“If a whole community has smart devices and you anonymise that data across the community you might see that, for instance, there’s an average increase in temperature across the community. Maybe there’s a flu outbreak and we should proactively position flu immunisations in the community or provide additional healthcare providers because we know something’s starting. But there are lots of implications.”
Some of those include capabilities to de-anonymise data, or being able to functionally do so (I might not know your name, but I know where you go, what you do, who with and the state of your health). What might be done with that beyond serving adverts?
Fontana gives another example. “Smartwatches are getting smarter and smarter. It’s not out of the question that someday they’ll be able to pre-diagnose conditions – which is great from a personal healthcare standpoint, but also worrying that it may disqualify you from getting health insurance or life insurance or employment, which should be illegal but it’s at best a grey area.”
These second-order effects might not be easy for people to predict if they are, for example, application developers rather than insurance experts. However, the impact that they can have on a society is very real.
There are at least two ways to tackle such challenges: one is by building methods to prevent unwanted second-order effects, in the example above perhaps by obscuring the data very strongly. However, many issues would need a regulatory approach to manage or prevent instead of a technical one.
In an environment of regulation after the fact, the penetration of AI and digital services into our lives offers a growing scope for harms to take hold much more rapidly than regulation can solve. The Freedom of Life Institute’s call for a moratorium to consider what should be put in place before we proceed along potentially problematic routes seems very relevant in this context.
Trust in Telecoms
While interesting, how does this relate back to the telecoms industry? Increasingly, telecoms networks are relying on machine learning and relatively simple AI to meet specific objectives – to optimise a radio interface, for example, or orchestrate a service.
However, the complexity of networks is increasing rapidly, and on top of these simple systems, researchers are exploring how to optimise services end-to-end (which may involve degrading one network element’s performance for the benefit of the overall service).
Meanwhile, a push towards more distributed and low-latency services is encouraging the use of federated learning. In all of these, there may be scope for choices of training data or algorithmic biases to deliver unintended and problematic outcomes, simply because the designers cannot anticipate the multiplicity of situations in which the systems find themselves.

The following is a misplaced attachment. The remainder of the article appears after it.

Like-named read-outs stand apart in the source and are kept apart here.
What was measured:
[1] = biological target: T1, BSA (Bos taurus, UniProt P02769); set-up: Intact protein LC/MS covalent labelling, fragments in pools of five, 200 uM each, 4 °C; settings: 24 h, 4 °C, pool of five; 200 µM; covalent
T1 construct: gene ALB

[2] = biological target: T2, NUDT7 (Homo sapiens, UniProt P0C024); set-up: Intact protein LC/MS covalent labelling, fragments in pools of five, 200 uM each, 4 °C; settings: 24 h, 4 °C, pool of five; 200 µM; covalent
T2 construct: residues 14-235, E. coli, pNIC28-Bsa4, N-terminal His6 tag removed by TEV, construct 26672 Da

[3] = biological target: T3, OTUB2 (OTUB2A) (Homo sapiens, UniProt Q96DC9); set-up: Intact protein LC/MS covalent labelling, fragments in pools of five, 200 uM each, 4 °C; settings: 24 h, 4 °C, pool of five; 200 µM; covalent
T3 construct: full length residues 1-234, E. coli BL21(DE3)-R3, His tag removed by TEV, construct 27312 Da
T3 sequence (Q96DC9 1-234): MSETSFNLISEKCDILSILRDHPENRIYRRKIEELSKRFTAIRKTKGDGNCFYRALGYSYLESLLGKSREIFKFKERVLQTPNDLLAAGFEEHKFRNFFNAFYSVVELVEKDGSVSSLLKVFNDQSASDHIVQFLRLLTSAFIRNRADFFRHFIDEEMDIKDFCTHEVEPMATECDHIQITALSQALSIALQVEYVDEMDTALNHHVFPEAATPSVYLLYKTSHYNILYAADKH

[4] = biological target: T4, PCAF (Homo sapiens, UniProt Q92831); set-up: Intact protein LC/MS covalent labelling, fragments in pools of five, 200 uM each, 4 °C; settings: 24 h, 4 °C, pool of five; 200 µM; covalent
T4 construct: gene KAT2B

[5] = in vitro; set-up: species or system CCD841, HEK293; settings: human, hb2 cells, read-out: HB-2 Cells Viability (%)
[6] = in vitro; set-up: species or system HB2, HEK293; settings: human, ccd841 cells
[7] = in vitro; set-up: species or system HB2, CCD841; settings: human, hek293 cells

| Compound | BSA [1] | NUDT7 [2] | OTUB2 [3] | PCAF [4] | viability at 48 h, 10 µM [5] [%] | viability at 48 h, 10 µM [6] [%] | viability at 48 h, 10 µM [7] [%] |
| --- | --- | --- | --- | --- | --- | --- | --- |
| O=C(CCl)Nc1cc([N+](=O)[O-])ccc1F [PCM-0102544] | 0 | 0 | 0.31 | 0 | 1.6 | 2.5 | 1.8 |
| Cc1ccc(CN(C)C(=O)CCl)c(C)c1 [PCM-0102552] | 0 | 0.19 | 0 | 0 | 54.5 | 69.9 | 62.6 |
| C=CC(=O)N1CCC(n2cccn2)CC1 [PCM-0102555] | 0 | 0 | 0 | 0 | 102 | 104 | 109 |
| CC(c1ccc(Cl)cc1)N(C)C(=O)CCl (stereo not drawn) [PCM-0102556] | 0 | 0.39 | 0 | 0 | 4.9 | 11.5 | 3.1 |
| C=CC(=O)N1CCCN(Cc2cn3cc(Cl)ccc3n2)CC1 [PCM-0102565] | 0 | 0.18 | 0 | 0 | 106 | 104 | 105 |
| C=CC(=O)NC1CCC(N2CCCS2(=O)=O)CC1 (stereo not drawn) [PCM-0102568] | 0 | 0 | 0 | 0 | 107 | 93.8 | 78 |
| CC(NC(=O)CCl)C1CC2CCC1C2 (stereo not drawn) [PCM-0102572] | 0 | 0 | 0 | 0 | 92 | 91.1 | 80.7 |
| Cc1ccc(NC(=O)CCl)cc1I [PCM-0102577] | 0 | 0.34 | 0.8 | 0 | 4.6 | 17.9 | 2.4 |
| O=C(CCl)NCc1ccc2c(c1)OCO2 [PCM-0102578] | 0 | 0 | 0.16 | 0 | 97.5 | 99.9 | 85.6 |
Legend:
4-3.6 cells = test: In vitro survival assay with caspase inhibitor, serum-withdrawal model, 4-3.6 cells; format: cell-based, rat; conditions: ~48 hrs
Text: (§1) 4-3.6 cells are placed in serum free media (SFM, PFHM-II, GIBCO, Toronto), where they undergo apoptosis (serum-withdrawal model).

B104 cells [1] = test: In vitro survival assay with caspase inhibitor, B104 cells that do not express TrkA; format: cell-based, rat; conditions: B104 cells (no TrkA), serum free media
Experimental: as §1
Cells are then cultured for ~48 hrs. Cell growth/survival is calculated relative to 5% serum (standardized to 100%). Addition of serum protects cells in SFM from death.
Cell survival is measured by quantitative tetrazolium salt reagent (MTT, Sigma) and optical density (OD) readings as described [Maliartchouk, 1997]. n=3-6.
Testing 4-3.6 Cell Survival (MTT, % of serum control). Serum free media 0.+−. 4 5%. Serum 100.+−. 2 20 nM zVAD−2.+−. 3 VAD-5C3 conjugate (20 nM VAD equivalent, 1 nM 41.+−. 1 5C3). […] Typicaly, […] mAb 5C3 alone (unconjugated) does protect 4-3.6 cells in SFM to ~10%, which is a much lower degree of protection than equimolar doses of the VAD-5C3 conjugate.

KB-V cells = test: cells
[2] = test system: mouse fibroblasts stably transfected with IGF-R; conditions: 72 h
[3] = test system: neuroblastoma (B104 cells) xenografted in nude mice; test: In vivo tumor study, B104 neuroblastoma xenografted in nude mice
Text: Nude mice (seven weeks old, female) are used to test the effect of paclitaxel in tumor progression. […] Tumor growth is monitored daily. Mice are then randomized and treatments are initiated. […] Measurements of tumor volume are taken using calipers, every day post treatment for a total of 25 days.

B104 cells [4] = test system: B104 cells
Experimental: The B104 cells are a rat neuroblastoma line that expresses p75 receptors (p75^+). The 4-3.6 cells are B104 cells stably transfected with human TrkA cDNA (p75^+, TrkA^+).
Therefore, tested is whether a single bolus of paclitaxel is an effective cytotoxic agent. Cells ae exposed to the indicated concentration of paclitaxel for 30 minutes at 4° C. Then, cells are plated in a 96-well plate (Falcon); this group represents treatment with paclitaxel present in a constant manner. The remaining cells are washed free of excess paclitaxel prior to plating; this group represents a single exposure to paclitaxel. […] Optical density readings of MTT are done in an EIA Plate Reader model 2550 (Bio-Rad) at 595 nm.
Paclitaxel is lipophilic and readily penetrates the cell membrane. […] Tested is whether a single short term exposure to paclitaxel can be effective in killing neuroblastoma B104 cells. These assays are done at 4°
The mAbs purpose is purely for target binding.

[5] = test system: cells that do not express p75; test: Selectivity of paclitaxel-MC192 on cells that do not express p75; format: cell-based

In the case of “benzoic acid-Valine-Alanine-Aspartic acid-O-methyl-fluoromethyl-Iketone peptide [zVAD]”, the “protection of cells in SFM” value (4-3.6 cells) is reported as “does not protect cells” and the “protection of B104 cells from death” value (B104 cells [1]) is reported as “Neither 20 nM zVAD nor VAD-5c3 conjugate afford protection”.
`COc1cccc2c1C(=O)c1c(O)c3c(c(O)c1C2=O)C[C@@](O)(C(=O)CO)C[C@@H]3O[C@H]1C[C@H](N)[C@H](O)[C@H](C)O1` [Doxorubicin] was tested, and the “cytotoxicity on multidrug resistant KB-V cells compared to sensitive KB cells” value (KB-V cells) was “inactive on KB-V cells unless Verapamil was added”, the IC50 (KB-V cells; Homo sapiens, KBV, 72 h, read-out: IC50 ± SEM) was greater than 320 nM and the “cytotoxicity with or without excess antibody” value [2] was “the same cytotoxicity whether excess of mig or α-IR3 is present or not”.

Is it impossible that a system might independently prioritise areas of higher wealth as a side-effect of other calculations, for example, emphasising digital divides?
More widely, telecom providers are looking for a greater role in digital services, such as the GSMA’s latest push to offer network APIs with Open Gateway. There may be an opportunity for telecoms players globally to position themselves as consumer champions by, for example, offering user verification and authorisation while stripping out identifiers. Or using high-frequency combined communication and sensing to ensure users’ safety without knowing who they are.
Oddly, though, there are some relatively simple ways to build trust with end-users. For example, to show active engagement with their problems and deliver solutions specifically to those.
“There is still a large swathe of the population that don’t have reliable internet access,” Fontana pointed out.
“Those populations are also the ones least likely to have reliable transportation or they don’t have a hospital nearby or some of the other obstacles to quality care. So by enabling connectivity to them, we can do treatment in the home, we can do remote therapeutic monitoring, we can do things with wearables. There are a lot of health care interventions that can be unlocked by just having reliable access.”
Government visions of 6G societies have so far all included the idea of universal access to services, something which has always been both a technology and a cost problem. Technology solutions are coming closer to being realised as the industry works to integrate non-terrestrial networks, to operate in lower spectrum bands and to use mid-bands more effectively.
If commercial solutions can appear in parallel, then that puts the telecoms providers in a great position to work with services such as healthcare to make tangible differences to many lives, building trust in the process.
However, we should go back to the idea of what we want networks, and telecoms, to be or do as the technology evolves. If, as an industry, we want to be the people connecting everything, then we will build trust as we build reliable connectivity. Equally for other aims, we build trust by communicating in line with our actions. This is not just a PR activity, but making sure that external comms reflect actual commercial and technology strategy on the ground.
While it will take a lot to rebuild faith in ‘tech’ overall, building trust in those bringing about 6G is possible. For the rest, perhaps time to reflect about what we’re doing and why is not a bad thing.
“Humans are really great at finding ways to do bad things,” Fontana summarised. “But at least we’re starting to think about it. Our radar is up, we’re taking consideration and trying to get at least some of the potential negative use cases contained.”
Alex Lawrence is Managing Editor at 6GWorld. His mission is to bring together stakeholders from across industries, countries and disciplines to make sure that, as technology evolves in the coming decade, it’s meeting the changing demands of society, government and business.
He has been involved as a professional nosy person in the telecoms sphere since 2004, with short detours through industrial O&M and marketing.
If you’d like to talk to Alex about your ideas or projects he’d love to hear from you. @animalawrence or email@example.com.